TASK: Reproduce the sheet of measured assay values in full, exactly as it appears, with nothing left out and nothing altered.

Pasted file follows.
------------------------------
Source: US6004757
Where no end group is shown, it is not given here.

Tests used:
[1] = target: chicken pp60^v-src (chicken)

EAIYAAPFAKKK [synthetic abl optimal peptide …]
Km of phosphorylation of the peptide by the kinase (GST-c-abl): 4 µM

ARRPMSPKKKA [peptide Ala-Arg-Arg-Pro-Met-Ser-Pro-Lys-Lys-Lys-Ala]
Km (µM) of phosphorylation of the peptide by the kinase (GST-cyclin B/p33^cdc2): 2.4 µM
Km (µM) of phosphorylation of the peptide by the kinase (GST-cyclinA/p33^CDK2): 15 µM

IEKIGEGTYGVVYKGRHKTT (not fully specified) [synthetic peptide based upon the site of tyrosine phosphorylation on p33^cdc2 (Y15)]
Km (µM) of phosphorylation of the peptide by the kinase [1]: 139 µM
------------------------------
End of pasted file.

Source: US6004757
Where no end group is shown, it is not given here.

Tests used:
[1] = target: chicken pp60^v-src (chicken)

EAIYAAPFAKKK [synthetic abl optimal peptide …]
Km of phosphorylation of the peptide by the kinase (GST-c-abl): 4 µM

ARRPMSPKKKA [peptide Ala-Arg-Arg-Pro-Met-Ser-Pro-Lys-Lys-Lys-Ala]
Km (µM) of phosphorylation of the peptide by the kinase (GST-cyclin B/p33^cdc2): 2.4 µM
Km (µM) of phosphorylation of the peptide by the kinase (GST-cyclinA/p33^CDK2): 15 µM

IEKIGEGTYGVVYKGRHKTT (not fully specified) [synthetic peptide based upon the site of tyrosine phosphorylation on p33^cdc2 (Y15)]
Km (µM) of phosphorylation of the peptide by the kinase [1]: 139 µM